Say "good-bye" to pressure ulcers.
Say "hello" to pressure injuries -- in Technicolor!
The infamous, only-wounds-to-stage skin lesions are now called "pressure injuries" an April 13, 2016 National Pressure Ulcer Advisory Panel (NPUAP or, should I say, NPIAP?) news release says.
Calling Stage 1 pressure injuries and Deep Tissue Injuries "ulcers" was confusing, because their definitions described intact skin, not open ulcers like the definitions of Stage 2, 3, and 4 pressure ulcers, NPUAP explains.
"Pressure injuries are staged to indicate the extent of tissue damage. The stages were revised based on questions received by NPUAP from clinicians attempting to diagnose and identify the stage of pressure injuries.
NPUAP Staging Task Force News Release 2016.4.13
Oh, and "suspected" is no longer part of the "deep tissue injury" description.
For a clearer picture of the change, check out the13 new pressure injury staging illustrations "available for use at not cost" for educational purposes at the NPUAP website. So many more helpful images to compare! And not all of them are Caucasion!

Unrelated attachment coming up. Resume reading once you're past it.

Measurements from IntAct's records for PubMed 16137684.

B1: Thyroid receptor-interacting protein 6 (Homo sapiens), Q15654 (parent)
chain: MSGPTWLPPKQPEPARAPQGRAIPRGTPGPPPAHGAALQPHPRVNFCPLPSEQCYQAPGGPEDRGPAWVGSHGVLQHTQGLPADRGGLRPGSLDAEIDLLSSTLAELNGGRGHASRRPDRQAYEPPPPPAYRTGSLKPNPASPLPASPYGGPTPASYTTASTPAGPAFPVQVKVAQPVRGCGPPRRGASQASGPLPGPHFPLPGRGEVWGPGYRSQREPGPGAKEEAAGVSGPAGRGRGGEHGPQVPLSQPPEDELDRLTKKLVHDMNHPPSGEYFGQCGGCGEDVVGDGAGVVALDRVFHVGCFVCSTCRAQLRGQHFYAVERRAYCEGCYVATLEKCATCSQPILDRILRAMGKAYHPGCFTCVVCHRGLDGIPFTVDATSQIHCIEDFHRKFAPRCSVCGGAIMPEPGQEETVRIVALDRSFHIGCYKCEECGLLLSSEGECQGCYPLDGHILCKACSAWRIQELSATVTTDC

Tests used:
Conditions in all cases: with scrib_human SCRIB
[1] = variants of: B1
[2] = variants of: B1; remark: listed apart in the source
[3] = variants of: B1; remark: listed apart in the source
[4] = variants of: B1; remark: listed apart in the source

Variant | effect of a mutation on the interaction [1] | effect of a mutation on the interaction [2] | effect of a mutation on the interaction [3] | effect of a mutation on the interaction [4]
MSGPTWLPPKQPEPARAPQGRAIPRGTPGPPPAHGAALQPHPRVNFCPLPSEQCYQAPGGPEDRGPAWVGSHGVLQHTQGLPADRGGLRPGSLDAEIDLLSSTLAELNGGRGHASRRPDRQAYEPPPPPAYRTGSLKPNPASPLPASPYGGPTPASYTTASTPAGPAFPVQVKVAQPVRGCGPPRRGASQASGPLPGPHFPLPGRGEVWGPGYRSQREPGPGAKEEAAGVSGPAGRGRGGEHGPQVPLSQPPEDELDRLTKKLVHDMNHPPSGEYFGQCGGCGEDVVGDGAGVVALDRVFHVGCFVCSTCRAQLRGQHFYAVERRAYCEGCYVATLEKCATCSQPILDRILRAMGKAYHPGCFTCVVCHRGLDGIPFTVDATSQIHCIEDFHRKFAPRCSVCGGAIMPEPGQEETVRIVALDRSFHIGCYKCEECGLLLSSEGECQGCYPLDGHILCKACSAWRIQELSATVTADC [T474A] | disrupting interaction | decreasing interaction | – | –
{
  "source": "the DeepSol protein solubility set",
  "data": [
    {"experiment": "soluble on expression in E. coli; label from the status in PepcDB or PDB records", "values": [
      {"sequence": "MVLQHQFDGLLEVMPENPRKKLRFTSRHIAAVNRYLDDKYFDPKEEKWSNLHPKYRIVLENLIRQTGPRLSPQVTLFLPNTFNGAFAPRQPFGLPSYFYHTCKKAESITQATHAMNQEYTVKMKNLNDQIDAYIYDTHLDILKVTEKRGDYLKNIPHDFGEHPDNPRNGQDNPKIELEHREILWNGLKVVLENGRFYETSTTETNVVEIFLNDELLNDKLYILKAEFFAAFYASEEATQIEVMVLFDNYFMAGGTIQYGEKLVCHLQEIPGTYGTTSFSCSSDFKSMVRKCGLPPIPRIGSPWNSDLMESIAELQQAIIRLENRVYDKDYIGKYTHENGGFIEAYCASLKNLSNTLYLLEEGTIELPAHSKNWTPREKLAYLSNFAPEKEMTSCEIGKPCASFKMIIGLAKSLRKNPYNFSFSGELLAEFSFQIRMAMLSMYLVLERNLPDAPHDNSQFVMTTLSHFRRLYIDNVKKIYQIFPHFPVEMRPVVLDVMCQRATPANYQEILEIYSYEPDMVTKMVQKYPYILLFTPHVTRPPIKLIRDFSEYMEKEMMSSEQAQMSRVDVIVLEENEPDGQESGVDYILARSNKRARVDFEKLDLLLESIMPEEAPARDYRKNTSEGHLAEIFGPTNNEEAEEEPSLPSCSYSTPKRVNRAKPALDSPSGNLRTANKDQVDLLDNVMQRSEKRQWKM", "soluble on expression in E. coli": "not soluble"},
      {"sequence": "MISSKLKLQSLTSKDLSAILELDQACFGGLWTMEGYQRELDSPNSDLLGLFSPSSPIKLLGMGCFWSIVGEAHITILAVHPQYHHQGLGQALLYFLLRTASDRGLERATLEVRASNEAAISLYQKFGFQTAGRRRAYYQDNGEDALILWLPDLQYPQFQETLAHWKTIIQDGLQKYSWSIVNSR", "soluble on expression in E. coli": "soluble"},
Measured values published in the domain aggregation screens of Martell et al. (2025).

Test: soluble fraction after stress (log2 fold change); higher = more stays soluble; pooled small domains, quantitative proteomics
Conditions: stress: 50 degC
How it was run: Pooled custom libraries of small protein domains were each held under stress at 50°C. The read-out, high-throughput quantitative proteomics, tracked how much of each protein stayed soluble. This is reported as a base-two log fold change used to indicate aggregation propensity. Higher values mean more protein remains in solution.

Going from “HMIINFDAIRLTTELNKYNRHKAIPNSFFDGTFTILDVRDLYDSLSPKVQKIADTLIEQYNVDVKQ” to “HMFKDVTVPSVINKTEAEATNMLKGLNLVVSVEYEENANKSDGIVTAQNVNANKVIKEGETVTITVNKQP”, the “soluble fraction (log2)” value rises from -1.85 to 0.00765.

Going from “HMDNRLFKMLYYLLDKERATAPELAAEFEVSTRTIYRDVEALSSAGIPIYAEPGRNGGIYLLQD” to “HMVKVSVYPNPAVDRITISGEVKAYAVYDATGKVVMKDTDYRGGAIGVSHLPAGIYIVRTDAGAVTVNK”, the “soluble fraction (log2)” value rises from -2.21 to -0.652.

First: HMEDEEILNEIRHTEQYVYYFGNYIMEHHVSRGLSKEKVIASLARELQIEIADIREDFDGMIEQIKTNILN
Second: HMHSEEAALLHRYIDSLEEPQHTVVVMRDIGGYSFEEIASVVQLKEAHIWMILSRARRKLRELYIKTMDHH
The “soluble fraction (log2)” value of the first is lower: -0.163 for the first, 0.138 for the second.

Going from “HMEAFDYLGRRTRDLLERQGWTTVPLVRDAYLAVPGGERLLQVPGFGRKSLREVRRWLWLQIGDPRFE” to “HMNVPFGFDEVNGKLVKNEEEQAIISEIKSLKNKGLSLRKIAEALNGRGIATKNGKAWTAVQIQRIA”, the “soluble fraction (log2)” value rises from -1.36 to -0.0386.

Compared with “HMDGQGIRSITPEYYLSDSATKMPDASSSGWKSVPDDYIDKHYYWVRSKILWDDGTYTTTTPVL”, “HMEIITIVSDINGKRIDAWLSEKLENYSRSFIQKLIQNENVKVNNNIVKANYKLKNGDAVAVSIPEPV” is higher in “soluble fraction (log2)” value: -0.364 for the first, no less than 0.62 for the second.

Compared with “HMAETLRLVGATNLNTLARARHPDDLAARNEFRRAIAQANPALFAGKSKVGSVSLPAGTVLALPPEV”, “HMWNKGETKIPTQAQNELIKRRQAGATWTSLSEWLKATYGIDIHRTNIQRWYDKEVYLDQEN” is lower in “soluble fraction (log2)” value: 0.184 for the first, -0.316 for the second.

It's about time.
New terminology generally leads to other industry changes, of course.
So far, there's no sign of "pressure injury" replacing "pressure ulcer" in the April 2016 CDC release of ICD-10-CM updates with new codes effective October 1, 2016. But, the NPUAP's Staging Task Force just changed the term from "pressure ulcer" to "pressure injury" during an April 8-9, 2016 meeting in Chicago -- hardly enough time for CDC reaction. Watch CMS' Home Health Quality Initiative updates for related OASIS changes as CMS continues to work toward post-acute-care standardization throughout the nation.